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Ralph Himmelsbach, FBI’s Lead Investigator in D.B. Cooper Case, Has Died

FBI sketch of D.B. Cooper

By Steve Neavling

ticklethewire.com

Ralph Himmelsbach, the lead FBI agent in the mysterious 1971 skyjacker case of D.B. Cooper, has died.

The retired agent died Tuesday in Woodburn, Oregon, at the age of 94, The Oregonian reports.

Himmelsbach was best known for the decade he spent investigating the hijacking of Northwest Orient Flight 305. Cooper boarded the plane in Portland, Ore. He claimed to have a bomb and had the plane fly to the Seattle-Tacoma International Airport, where he got the ransom money. He subsequently parachuted from the plane and was never found.

After his retirement, Himmelsbach wrote the book “Norjak: The Investigation of D.B. Cooper” and “The Secrets of the FBI.”

“Special Agent Himmelsbach retired from the FBI almost 40 years ago, but he never left the FBI family,” Renn Cannon, special agent in charge of the FBI in Oregon, said. “Through the later years of his long career and into retirement, he was seen as an expert on the mysteries of the D.B. Cooper disappearance. He will be missed by all who had the chance to come to know him.”

Born on Sept. 28, 1985, in Oakland, Calif., Himmelsbach graduated from the University of Oregon and later served as a pilot in the Army Air Corps during World War II.

Himmelsbach joined the FBI in 1951 and became a reputable, dogged investigator.

Later in his life, Himmelsbach said D.B. Cooper likely did during his jump from the plane.

FBI Agents Say Hijacker D.B. Cooper Probably Died During His Jump

Homeland Security Official Who Scaled Back Counterterrorism Efforts Is Resigning

By Steve Neavling

ticklethewire.com

A Department of Homeland Security official and presidential appointee will leave his post after scaling back on some counterterrorism efforts involving weapons of mass destruction.

James F. McDonnell, who led the Countering Weapons of Mass Destruction Office, will step down at noon Thursday, The Los Angeles Times reports.

Acting Homeland Security Secretary Kevin McAleenan requested McDonnell’s departure.

In his seven-sentence resignation memo, McDonnell did not give a reason for resigning.

McDonnell has faced criticism earlier this year for promoting a scientifically-disputed system for detection of airborne infectious agents such as anthrax.

McDonnell also directed “the scaling back or elimination of multiple anti-terrorism programs at Homeland Security, which has primary domestic responsibility for helping authorities detect and block WMD-related threats,” The Los Angeles Times wrote.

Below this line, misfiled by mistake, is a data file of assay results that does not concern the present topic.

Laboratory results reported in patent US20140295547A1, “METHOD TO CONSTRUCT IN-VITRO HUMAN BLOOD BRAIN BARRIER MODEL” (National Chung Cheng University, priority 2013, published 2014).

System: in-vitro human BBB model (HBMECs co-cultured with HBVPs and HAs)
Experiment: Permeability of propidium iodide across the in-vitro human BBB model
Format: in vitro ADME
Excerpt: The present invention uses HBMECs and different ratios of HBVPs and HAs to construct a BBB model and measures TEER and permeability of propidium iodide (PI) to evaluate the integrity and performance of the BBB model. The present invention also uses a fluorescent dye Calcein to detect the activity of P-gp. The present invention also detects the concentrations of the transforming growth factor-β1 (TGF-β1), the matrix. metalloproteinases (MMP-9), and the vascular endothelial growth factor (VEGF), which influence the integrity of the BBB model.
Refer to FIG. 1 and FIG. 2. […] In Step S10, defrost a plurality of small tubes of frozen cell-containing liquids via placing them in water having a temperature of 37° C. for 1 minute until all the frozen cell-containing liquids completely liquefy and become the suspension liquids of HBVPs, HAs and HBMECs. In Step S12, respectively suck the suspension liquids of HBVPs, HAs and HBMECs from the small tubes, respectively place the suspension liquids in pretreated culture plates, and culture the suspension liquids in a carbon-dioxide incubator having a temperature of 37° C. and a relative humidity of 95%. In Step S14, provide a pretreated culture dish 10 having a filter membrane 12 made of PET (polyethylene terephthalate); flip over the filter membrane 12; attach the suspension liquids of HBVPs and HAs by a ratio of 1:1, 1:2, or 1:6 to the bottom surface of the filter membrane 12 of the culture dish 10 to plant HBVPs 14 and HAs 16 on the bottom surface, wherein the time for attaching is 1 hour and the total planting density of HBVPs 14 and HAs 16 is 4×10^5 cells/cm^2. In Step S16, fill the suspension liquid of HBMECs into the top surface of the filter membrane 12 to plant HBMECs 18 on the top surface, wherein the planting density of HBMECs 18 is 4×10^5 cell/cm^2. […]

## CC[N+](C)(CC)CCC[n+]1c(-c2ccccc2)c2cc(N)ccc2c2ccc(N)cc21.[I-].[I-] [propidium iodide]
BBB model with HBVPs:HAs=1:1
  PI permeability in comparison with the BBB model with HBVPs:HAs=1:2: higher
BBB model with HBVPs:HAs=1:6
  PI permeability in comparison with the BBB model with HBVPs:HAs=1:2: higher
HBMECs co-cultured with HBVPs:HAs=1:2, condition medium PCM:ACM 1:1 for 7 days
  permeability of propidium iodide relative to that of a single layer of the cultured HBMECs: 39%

FBI Runs Facebook Ads to Recruit Russian Spies

FBI’s Facebook ad targeting Russian spies.

By Steve Neavling

ticklethewire.com

The FBI is reportedly turning to Facebook in an apparent effort to recruit Russian spies or people who know them.

The bureau recently began running three Facebook ads in with Russian texts over images and illustrations in the Washington D.C. area, CNN first reported.

One of the ads reads, “For your future, for the future of your family,” over a photo of a young woman with her family at her graduation.

The link directs people to the FBI Washington D.C. Field Office’s website for its counter intelligence program and encouragers users to meet “in person.”

The FBI declined to provide specifics about the ads, but one special agent said Russian spies “are very active and pose a security risk.”

“We cannot comment except to note that Russia has a large number of intelligence officers based in Russian diplomatic facilities around the world. They are very active and pose a security risk to the US and our allies,” Alan E. Kohler Jr., special agent in charge of the Washington field office’s counterintelligence division told CNN on Tuesday.

“The FBI uses a variety of means to gather information, including the use of sources,” he said. “The FBI will use all legal means available to locate individuals with information that can help protect the United States from threats to our national security.”

“Russia has long been a counterintelligence threat to the US” and the FBI will “continue to adapt our investigative and outreach techniques to counter the threat,” he added.

Acting Homeland Security Secretary McAleenan Expresses Frustration with Trump Administration

Acting Homeland Security Secretary Kevin McAleenan.

By Steve Neavling

ticklethewire.com

Acting Homeland Security Secretary Kevin McAleenan has spoken out about his department’s increasingly controversial policies that is turning the department into a partisan tool for the president.